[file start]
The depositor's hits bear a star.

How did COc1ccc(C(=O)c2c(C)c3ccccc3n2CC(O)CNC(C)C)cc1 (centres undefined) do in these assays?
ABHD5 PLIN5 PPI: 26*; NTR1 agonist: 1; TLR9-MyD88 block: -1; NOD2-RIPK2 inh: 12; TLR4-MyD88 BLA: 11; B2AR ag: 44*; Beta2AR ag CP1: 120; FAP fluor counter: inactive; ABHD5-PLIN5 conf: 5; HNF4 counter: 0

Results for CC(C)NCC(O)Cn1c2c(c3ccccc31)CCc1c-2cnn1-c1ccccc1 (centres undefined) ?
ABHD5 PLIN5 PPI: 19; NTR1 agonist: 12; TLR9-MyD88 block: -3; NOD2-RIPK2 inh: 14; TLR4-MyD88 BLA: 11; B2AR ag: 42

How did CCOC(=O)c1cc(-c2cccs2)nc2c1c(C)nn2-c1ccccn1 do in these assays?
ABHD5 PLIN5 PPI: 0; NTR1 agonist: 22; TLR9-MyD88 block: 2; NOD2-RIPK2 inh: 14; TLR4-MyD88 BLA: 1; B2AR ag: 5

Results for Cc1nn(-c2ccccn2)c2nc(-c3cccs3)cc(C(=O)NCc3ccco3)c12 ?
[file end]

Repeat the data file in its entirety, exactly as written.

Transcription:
The depositor's hits bear a star.

How did COc1ccc(C(=O)c2c(C)c3ccccc3n2CC(O)CNC(C)C)cc1 (centres undefined) do in these assays?
ABHD5 PLIN5 PPI: 26*; NTR1 agonist: 1; TLR9-MyD88 block: -1; NOD2-RIPK2 inh: 12; TLR4-MyD88 BLA: 11; B2AR ag: 44*; Beta2AR ag CP1: 120; FAP fluor counter: inactive; ABHD5-PLIN5 conf: 5; HNF4 counter: 0

Results for CC(C)NCC(O)Cn1c2c(c3ccccc31)CCc1c-2cnn1-c1ccccc1 (centres undefined) ?
ABHD5 PLIN5 PPI: 19; NTR1 agonist: 12; TLR9-MyD88 block: -3; NOD2-RIPK2 inh: 14; TLR4-MyD88 BLA: 11; B2AR ag: 42

How did CCOC(=O)c1cc(-c2cccs2)nc2c1c(C)nn2-c1ccccn1 do in these assays?
ABHD5 PLIN5 PPI: 0; NTR1 agonist: 22; TLR9-MyD88 block: 2; NOD2-RIPK2 inh: 14; TLR4-MyD88 BLA: 1; B2AR ag: 5

Results for Cc1nn(-c2ccccn2)c2nc(-c3cccs3)cc(C(=O)NCc3ccco3)c12 ?